It is in the shelter of each other that people live - Irish Proverb Tuesday, December 21st, quoted in the Lexington Herald
At the end of 2021, we find ourselves straddling two homes – the smallish home we’re building for ourselves on the hill behind the farmhouse and the old farmhouse that will then become Bryce’s and Anna’s and the children’s home. Despite their taking time to make some cool renovations to this old house, the dust will hardly have settled before they move in.
Thinking about home and hearth is especially poignant right now, given the upheaval Kentucky families have experienced in the past couple of weeks. We are grateful for the shelter our physical homes provide not only for us humans and our ancestors, but for all the plants and animals that have called this place home. The farm has shared space with an old carriage house (torn down and rebuilt as a woodworking shop by Lothar), the chicken house, the doghouse (currently occupied by our Australian Shepherd Kip and occasionally shared with family members!), the smokehouse (yes, we butchered hogs and cured the hams in it), the brooder house, the hoop houses, the greenhouses, the hay barn, the old milking barn, the tobacco barn, the corncrib, and the stripping room – the “tiny house” of tobacco farmers.
I expect that tobacco farm families across Kentucky would share my affection for the stripping room – a cozy winter space where we grew up listening to Caywood Ledford call Kentucky basketball games, had our own version of farm family “tailgate” meals, played with Christmas toys under the stripping benches, and made cryptic notes on the cardboard-insulated walls of the old building.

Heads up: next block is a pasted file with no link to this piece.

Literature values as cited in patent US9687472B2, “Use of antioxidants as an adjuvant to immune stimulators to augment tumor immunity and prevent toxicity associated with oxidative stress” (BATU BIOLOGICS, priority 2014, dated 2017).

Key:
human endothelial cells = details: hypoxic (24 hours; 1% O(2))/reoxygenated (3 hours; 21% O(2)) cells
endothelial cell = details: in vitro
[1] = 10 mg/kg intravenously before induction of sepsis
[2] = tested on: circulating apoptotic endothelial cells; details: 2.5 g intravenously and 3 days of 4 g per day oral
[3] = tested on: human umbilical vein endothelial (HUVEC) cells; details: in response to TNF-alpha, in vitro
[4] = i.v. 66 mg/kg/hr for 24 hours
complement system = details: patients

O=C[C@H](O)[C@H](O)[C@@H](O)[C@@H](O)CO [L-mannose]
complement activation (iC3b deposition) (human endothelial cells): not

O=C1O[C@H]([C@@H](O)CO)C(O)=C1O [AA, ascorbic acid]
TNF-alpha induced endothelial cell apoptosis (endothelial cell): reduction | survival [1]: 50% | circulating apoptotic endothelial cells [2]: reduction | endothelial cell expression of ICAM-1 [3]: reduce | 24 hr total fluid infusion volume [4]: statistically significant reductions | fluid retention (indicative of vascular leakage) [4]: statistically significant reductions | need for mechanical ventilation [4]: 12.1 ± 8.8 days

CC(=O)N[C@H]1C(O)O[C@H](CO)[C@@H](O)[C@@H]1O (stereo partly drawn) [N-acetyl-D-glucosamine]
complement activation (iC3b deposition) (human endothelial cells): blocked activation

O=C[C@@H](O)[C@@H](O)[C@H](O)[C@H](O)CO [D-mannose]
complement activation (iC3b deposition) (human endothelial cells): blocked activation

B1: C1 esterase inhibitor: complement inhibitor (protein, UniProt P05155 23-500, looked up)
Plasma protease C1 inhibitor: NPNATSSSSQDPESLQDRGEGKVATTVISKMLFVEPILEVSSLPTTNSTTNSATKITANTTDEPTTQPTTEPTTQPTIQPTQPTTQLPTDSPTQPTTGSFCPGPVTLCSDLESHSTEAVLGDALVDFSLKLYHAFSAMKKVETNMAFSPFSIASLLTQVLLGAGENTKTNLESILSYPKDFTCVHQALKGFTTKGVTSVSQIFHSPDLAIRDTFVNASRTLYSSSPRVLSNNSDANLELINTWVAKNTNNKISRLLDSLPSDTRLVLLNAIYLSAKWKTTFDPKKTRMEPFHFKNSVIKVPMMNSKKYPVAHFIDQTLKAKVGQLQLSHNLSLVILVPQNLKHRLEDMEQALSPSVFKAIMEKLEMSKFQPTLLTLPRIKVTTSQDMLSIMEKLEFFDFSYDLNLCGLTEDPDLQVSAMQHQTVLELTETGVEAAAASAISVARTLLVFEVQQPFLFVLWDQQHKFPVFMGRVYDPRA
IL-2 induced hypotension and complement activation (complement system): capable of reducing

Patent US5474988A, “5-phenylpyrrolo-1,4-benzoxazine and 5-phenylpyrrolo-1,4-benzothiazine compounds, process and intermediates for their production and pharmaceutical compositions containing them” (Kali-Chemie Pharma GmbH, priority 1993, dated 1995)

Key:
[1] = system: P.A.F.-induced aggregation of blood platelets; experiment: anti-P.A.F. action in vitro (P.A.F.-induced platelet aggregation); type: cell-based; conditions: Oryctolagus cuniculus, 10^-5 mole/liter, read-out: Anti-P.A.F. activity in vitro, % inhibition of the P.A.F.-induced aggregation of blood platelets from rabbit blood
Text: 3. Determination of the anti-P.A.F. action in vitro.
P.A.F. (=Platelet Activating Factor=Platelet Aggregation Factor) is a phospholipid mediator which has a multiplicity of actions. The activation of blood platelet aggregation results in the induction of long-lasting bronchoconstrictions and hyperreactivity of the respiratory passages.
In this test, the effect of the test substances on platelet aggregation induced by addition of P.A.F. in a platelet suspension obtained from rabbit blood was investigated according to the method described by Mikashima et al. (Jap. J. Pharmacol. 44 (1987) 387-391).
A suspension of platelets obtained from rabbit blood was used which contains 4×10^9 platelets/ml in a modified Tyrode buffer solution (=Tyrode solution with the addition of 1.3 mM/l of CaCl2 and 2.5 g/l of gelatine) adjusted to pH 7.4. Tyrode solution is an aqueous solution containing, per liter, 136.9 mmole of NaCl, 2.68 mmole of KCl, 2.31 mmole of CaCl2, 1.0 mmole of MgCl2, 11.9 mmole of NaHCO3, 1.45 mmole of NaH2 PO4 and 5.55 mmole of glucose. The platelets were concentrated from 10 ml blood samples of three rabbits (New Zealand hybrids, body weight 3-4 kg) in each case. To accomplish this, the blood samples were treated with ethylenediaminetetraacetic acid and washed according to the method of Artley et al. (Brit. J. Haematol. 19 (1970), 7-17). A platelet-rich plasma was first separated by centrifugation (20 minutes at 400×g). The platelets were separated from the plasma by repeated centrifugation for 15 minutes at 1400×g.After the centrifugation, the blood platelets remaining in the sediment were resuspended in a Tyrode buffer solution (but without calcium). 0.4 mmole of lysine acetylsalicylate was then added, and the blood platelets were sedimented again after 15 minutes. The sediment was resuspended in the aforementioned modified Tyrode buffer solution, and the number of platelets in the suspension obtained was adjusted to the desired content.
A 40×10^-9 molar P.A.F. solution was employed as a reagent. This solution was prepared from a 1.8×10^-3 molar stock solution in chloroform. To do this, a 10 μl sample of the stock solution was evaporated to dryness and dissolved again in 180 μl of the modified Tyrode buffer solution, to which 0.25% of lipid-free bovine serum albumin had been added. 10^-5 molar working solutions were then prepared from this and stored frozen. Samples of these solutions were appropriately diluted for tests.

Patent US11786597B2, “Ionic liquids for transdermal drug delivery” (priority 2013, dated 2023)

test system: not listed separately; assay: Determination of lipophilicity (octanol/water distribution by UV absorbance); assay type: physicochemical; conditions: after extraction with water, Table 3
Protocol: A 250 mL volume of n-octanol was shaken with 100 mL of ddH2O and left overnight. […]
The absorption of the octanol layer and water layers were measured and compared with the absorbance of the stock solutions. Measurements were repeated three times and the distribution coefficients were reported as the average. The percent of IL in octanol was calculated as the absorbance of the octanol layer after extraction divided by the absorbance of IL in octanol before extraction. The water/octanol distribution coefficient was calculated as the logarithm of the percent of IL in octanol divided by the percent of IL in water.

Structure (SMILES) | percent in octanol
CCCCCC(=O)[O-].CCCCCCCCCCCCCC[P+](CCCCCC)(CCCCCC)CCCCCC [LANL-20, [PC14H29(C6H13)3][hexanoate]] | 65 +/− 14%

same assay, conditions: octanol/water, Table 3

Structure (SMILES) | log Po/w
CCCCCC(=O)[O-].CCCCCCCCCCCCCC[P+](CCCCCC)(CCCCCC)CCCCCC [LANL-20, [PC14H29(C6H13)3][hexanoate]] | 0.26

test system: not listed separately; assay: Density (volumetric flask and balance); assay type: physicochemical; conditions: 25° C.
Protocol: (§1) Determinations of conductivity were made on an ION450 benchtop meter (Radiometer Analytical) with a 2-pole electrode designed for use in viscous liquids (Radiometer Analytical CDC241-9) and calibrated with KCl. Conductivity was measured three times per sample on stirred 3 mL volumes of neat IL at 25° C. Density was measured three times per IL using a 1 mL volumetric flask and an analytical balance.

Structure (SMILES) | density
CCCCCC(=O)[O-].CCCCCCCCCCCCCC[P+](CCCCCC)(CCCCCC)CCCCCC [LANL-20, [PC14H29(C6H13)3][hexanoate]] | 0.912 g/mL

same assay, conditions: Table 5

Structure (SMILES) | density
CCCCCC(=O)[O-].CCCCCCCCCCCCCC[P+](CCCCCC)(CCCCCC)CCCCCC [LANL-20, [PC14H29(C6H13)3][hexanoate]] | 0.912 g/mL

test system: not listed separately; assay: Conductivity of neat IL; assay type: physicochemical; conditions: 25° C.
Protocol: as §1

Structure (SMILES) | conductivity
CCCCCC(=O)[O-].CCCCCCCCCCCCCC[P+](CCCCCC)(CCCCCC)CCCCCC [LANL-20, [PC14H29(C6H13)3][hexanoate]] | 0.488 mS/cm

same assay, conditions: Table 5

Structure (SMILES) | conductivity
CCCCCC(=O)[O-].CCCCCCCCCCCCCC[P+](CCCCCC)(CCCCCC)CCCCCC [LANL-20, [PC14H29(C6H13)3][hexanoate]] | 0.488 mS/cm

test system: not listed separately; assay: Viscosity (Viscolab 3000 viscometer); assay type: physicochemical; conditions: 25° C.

The stripping room is gone and replaced with the less substantial hoop houses and greenhouses that have felt the effects of too many strong winds in a month of unusual December weather. We now use the tobacco barn for storing farming and gardening tools used by food farmers. The milking barn has been repurposed to meet the needs of food farming, too. The corncrib houses gardening-related supplies. Bryce has brought the hay barn into the future by adding solar panels to the roof and installing a wood fired furnace for our heated greenhouse.
As important as physical shelters are for humans and other living things, the growing seasons of 2020 and 2021 have been sober reminders that, at the end of the day, the truth of the Irish proverb could never be truer – “It is in the shelter of each other that people live”. The shelter provided by the community that you have helped create energizes our efforts to grow organic produce on our small family farm. It is as concrete and real of a shelter as any brick and mortar one we will ever inhabit.
Looking forward to 2022 and hope that each of you experience the shelter of a strong and loving community.
Happy New Year!